The history of England as a definable nation can be dated from the emergence of a unified Anglo-Saxon state in the 9th century. The conquest of Anglo-Saxon England by the Normans in 1066 led to a change in leadership and greater focus on the continental relationship.The English Civil Wars in the 1640s affirmed the primacy of Parliament over the Crown. The Act of Union with Scotland in 1707, effectively a business merger between London and Edinburgh, was heavily in favour of the larger English side.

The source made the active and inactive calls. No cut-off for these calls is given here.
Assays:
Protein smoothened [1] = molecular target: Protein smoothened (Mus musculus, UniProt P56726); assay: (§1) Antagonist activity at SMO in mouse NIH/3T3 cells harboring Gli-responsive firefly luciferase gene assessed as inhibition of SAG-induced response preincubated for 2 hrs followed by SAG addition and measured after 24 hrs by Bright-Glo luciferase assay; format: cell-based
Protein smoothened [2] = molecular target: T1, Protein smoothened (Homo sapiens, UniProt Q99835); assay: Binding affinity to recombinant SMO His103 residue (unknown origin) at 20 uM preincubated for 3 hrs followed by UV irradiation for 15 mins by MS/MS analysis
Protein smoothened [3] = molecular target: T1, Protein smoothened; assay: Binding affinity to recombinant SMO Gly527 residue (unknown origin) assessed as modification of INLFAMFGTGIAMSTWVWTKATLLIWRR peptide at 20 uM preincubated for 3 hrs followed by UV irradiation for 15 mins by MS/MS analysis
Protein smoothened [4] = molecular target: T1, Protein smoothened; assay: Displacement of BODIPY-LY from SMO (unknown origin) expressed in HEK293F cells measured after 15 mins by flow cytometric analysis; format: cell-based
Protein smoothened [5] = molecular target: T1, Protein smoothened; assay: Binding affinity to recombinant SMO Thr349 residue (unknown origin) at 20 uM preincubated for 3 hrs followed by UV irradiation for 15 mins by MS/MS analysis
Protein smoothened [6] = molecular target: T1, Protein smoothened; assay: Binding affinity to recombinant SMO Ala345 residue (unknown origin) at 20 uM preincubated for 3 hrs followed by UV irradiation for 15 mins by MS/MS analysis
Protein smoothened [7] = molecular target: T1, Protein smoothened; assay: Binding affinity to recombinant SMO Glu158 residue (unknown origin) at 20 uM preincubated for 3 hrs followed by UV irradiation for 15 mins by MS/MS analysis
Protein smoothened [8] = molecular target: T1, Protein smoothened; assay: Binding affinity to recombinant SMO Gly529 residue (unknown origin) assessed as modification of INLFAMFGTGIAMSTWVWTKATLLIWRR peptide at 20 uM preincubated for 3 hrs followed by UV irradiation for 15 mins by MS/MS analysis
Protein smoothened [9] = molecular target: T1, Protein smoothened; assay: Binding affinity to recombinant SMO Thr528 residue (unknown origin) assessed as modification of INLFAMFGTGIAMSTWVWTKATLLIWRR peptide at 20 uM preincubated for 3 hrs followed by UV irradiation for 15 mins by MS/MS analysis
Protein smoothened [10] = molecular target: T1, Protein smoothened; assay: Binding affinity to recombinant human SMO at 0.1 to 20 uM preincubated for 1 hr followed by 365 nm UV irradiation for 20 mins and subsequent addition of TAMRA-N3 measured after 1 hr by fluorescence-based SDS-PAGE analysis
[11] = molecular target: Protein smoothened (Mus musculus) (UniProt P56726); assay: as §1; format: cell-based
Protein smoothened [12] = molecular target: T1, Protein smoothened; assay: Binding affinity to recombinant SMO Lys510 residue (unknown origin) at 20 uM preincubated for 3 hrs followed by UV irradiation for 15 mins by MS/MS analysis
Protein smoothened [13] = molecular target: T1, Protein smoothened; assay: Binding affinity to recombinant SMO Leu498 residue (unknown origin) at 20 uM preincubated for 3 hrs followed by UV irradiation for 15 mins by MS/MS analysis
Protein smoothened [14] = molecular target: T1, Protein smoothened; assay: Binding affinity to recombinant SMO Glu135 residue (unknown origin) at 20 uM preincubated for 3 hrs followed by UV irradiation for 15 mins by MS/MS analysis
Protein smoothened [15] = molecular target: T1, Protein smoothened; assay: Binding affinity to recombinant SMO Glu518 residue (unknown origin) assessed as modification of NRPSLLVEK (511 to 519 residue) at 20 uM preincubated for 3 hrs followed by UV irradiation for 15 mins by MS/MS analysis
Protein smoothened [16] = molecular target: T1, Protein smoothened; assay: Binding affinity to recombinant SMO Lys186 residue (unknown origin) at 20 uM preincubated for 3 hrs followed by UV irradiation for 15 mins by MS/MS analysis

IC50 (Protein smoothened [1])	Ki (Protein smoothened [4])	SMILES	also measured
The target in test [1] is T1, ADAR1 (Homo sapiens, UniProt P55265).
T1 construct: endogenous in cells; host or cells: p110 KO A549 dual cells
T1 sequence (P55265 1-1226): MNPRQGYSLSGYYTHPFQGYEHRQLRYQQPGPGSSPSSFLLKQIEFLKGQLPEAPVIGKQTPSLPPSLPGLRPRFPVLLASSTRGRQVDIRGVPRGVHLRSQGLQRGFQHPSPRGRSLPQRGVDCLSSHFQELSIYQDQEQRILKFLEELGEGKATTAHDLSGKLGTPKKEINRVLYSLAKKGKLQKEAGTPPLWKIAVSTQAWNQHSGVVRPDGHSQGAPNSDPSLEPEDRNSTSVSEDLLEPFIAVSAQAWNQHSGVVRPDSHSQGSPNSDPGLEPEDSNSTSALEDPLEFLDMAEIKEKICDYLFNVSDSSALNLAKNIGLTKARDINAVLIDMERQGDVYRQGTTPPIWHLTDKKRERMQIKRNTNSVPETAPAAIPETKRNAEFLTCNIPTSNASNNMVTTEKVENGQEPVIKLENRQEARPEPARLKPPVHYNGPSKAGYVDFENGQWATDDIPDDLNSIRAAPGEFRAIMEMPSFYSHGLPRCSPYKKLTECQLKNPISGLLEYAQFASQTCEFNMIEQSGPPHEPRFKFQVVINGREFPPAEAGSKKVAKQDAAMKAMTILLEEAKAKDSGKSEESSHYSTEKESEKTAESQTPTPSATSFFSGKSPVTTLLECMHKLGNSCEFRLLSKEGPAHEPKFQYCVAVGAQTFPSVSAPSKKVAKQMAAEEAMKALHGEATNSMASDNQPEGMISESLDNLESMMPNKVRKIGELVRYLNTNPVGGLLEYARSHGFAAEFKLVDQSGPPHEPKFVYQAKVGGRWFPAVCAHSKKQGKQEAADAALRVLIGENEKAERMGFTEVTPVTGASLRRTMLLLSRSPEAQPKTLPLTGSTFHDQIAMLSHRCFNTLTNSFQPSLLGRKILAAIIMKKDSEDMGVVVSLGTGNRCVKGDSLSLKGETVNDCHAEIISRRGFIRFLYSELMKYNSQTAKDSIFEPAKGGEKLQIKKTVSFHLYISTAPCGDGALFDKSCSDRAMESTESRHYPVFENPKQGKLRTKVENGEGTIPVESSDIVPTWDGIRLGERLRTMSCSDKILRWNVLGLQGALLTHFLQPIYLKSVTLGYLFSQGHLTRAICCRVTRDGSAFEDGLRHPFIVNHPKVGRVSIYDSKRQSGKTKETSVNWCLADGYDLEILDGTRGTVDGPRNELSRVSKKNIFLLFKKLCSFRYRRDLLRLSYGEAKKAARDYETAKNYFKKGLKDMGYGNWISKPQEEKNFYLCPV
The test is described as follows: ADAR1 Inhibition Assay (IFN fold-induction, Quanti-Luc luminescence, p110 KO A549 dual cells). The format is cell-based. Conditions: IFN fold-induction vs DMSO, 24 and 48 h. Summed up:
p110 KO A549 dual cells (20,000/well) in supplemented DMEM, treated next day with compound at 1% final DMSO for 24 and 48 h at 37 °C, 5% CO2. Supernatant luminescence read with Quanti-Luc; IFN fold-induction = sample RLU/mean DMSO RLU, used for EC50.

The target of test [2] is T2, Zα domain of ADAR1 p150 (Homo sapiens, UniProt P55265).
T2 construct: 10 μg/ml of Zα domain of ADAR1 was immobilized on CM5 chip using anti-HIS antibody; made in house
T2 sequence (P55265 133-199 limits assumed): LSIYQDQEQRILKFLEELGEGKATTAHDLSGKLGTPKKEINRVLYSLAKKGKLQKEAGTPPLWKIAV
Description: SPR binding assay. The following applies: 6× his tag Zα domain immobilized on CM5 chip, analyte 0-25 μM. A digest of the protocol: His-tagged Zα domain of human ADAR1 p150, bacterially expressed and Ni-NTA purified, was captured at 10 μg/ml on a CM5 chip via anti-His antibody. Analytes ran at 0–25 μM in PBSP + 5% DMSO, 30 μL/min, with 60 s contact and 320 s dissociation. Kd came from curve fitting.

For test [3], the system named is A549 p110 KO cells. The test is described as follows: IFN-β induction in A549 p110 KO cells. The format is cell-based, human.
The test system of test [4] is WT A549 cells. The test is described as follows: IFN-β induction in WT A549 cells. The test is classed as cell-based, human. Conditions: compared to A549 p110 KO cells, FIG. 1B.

The spread of the English language around the world via the British Empire and trade, as well as the separation of the American colonists to form the United States. The continuity of the Shires and the rapid industrialisation of the country in the 19th century led to great wealth and power. The decline of the British Empire after the disastrous First and Second World Wars. The accession to the EEC in 1973 was the end of London's primacy over England, but far from the end of English history. England today is a densely populated country, with the third largest city in Europe (London), and one of the largest economies.